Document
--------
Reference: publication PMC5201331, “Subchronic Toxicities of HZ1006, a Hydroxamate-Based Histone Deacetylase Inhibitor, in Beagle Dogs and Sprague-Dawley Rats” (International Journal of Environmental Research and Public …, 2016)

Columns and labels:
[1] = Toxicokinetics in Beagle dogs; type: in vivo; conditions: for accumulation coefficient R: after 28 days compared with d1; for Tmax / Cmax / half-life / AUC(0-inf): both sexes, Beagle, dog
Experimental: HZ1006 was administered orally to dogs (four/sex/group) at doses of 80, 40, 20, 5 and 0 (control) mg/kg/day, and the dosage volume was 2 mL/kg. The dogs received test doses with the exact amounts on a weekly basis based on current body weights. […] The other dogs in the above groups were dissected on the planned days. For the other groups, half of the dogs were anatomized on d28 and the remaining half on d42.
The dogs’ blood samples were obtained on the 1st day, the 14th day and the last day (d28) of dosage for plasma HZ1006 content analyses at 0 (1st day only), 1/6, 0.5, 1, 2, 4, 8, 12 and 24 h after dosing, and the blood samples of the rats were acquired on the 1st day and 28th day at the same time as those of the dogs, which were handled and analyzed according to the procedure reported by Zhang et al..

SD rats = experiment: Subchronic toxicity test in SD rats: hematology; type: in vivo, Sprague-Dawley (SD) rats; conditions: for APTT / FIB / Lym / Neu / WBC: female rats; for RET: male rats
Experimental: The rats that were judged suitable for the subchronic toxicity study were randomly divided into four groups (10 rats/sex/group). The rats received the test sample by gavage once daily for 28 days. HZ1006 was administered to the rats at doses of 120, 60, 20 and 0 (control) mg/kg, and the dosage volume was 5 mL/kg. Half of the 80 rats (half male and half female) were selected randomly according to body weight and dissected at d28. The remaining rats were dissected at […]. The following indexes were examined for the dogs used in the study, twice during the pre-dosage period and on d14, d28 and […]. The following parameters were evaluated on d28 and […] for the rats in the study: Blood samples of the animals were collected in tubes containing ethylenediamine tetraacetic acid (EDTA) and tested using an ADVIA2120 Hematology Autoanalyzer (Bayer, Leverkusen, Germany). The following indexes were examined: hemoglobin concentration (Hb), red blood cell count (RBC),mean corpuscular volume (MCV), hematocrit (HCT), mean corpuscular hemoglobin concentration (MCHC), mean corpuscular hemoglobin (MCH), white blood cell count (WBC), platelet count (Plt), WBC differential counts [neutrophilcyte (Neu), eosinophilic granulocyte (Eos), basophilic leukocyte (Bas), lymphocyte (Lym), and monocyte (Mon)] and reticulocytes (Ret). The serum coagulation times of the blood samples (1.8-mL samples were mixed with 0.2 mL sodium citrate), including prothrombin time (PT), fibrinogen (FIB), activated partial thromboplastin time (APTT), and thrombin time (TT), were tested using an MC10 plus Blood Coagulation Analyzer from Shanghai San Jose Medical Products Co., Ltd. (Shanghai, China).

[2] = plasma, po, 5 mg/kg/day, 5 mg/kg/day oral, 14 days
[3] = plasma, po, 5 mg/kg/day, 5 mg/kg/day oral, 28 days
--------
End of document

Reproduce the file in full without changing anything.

Reference: publication PMC5201331, “Subchronic Toxicities of HZ1006, a Hydroxamate-Based Histone Deacetylase Inhibitor, in Beagle Dogs and Sprague-Dawley Rats” (International Journal of Environmental Research and Public …, 2016)

Columns and labels:
[1] = Toxicokinetics in Beagle dogs; type: in vivo; conditions: for accumulation coefficient R: after 28 days compared with d1; for Tmax / Cmax / half-life / AUC(0-inf): both sexes, Beagle, dog
Experimental: HZ1006 was administered orally to dogs (four/sex/group) at doses of 80, 40, 20, 5 and 0 (control) mg/kg/day, and the dosage volume was 2 mL/kg. The dogs received test doses with the exact amounts on a weekly basis based on current body weights. […] The other dogs in the above groups were dissected on the planned days. For the other groups, half of the dogs were anatomized on d28 and the remaining half on d42.
The dogs’ blood samples were obtained on the 1st day, the 14th day and the last day (d28) of dosage for plasma HZ1006 content analyses at 0 (1st day only), 1/6, 0.5, 1, 2, 4, 8, 12 and 24 h after dosing, and the blood samples of the rats were acquired on the 1st day and 28th day at the same time as those of the dogs, which were handled and analyzed according to the procedure reported by Zhang et al..

SD rats = experiment: Subchronic toxicity test in SD rats: hematology; type: in vivo, Sprague-Dawley (SD) rats; conditions: for APTT / FIB / Lym / Neu / WBC: female rats; for RET: male rats
Experimental: The rats that were judged suitable for the subchronic toxicity study were randomly divided into four groups (10 rats/sex/group). The rats received the test sample by gavage once daily for 28 days. HZ1006 was administered to the rats at doses of 120, 60, 20 and 0 (control) mg/kg, and the dosage volume was 5 mL/kg. Half of the 80 rats (half male and half female) were selected randomly according to body weight and dissected at d28. The remaining rats were dissected at […]. The following indexes were examined for the dogs used in the study, twice during the pre-dosage period and on d14, d28 and […]. The following parameters were evaluated on d28 and […] for the rats in the study: Blood samples of the animals were collected in tubes containing ethylenediamine tetraacetic acid (EDTA) and tested using an ADVIA2120 Hematology Autoanalyzer (Bayer, Leverkusen, Germany). The following indexes were examined: hemoglobin concentration (Hb), red blood cell count (RBC),mean corpuscular volume (MCV), hematocrit (HCT), mean corpuscular hemoglobin concentration (MCHC), mean corpuscular hemoglobin (MCH), white blood cell count (WBC), platelet count (Plt), WBC differential counts [neutrophilcyte (Neu), eosinophilic granulocyte (Eos), basophilic leukocyte (Bas), lymphocyte (Lym), and monocyte (Mon)] and reticulocytes (Ret). The serum coagulation times of the blood samples (1.8-mL samples were mixed with 0.2 mL sodium citrate), including prothrombin time (PT), fibrinogen (FIB), activated partial thromboplastin time (APTT), and thrombin time (TT), were tested using an MC10 plus Blood Coagulation Analyzer from Shanghai San Jose Medical Products Co., Ltd. (Shanghai, China).

[2] = plasma, po, 5 mg/kg/day, 5 mg/kg/day oral, 14 days
[3] = plasma, po, 5 mg/kg/day, 5 mg/kg/day oral, 28 days